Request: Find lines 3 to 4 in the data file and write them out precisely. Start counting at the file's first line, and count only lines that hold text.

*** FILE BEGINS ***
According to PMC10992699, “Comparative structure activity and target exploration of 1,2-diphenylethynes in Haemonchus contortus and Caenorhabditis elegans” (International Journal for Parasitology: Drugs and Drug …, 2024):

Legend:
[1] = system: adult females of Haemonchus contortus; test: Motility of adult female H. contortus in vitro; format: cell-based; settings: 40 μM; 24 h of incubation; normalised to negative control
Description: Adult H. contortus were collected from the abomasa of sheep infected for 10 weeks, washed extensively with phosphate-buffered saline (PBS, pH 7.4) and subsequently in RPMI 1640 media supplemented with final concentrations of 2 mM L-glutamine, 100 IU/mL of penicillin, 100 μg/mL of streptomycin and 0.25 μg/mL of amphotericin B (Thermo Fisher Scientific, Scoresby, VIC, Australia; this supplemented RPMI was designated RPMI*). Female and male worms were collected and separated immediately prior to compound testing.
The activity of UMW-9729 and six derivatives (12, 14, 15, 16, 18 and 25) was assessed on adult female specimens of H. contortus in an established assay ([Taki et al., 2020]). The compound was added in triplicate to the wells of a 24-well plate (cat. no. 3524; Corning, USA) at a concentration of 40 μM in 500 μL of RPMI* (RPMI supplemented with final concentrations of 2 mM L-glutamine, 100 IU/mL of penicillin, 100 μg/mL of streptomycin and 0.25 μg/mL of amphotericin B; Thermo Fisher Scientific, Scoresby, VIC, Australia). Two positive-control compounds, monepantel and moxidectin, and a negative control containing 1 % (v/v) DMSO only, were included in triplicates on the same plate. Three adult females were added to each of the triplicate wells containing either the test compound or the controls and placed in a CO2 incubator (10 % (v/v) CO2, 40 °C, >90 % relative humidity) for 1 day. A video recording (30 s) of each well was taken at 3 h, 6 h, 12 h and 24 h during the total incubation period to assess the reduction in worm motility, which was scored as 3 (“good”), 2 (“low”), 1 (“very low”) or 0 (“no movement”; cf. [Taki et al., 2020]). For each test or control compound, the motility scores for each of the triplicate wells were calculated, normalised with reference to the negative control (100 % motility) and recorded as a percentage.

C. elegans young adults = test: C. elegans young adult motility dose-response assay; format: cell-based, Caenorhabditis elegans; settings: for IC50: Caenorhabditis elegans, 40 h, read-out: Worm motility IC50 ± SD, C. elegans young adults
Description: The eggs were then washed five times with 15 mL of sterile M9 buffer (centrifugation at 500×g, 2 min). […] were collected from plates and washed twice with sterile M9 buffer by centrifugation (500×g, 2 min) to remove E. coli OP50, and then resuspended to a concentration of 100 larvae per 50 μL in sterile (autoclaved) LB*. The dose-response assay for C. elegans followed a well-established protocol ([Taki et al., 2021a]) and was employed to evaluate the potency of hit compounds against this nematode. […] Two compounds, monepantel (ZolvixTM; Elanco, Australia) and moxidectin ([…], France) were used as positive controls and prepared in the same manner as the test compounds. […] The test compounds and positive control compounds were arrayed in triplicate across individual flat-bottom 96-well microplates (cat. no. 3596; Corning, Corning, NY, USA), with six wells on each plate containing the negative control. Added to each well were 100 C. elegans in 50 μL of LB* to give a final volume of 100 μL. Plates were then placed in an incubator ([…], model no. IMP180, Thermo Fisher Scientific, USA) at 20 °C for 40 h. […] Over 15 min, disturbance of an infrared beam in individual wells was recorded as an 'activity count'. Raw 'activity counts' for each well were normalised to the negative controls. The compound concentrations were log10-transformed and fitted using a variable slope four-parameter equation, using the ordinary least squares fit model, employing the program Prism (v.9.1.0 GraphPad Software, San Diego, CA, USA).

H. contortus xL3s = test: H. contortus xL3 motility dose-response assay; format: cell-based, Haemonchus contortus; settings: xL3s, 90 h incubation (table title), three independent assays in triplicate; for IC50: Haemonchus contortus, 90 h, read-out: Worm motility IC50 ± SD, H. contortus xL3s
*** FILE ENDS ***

[1] = system: adult females of Haemonchus contortus; test: Motility of adult female H. contortus in vitro; format: cell-based; settings: 40 μM; 24 h of incubation; normalised to negative control
Description: Adult H. contortus were collected from the abomasa of sheep infected for 10 weeks, washed extensively with phosphate-buffered saline (PBS, pH 7.4) and subsequently in RPMI 1640 media supplemented with final concentrations of 2 mM L-glutamine, 100 IU/mL of penicillin, 100 μg/mL of streptomycin and 0.25 μg/mL of amphotericin B (Thermo Fisher Scientific, Scoresby, VIC, Australia; this supplemented RPMI was designated RPMI*). Female and male worms were collected and separated immediately prior to compound testing.